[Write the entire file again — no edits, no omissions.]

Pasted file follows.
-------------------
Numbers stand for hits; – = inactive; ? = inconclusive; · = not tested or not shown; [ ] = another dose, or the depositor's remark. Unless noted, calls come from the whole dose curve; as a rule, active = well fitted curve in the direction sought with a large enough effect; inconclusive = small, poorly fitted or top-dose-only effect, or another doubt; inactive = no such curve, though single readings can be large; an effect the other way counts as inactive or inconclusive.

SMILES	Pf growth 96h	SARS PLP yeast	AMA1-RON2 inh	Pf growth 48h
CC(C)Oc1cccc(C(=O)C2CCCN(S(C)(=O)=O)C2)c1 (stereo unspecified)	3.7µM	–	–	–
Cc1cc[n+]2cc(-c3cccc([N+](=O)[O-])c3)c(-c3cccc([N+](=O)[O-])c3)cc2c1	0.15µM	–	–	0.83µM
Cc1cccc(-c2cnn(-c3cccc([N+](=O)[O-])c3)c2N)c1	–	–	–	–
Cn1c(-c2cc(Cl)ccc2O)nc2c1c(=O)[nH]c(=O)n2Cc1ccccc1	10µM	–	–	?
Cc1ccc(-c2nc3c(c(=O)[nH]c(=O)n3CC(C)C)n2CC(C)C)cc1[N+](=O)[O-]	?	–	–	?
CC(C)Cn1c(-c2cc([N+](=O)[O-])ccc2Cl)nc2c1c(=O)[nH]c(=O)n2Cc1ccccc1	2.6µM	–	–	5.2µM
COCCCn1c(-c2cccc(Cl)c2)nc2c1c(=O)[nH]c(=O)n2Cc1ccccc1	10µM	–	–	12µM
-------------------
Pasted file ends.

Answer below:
Numbers stand for hits; – = inactive; ? = inconclusive; · = not tested or not shown; [ ] = another dose, or the depositor's remark. Unless noted, calls come from the whole dose curve; as a rule, active = well fitted curve in the direction sought with a large enough effect; inconclusive = small, poorly fitted or top-dose-only effect, or another doubt; inactive = no such curve, though single readings can be large; an effect the other way counts as inactive or inconclusive.

SMILES	Pf growth 96h	SARS PLP yeast	AMA1-RON2 inh	Pf growth 48h
CC(C)Oc1cccc(C(=O)C2CCCN(S(C)(=O)=O)C2)c1 (stereo unspecified)	3.7µM	–	–	–
Cc1cc[n+]2cc(-c3cccc([N+](=O)[O-])c3)c(-c3cccc([N+](=O)[O-])c3)cc2c1	0.15µM	–	–	0.83µM
Cc1cccc(-c2cnn(-c3cccc([N+](=O)[O-])c3)c2N)c1	–	–	–	–
Cn1c(-c2cc(Cl)ccc2O)nc2c1c(=O)[nH]c(=O)n2Cc1ccccc1	10µM	–	–	?
Cc1ccc(-c2nc3c(c(=O)[nH]c(=O)n3CC(C)C)n2CC(C)C)cc1[N+](=O)[O-]	?	–	–	?
CC(C)Cn1c(-c2cc([N+](=O)[O-])ccc2Cl)nc2c1c(=O)[nH]c(=O)n2Cc1ccccc1	2.6µM	–	–	5.2µM
COCCCn1c(-c2cccc(Cl)c2)nc2c1c(=O)[nH]c(=O)n2Cc1ccccc1	10µM	–	–	12µM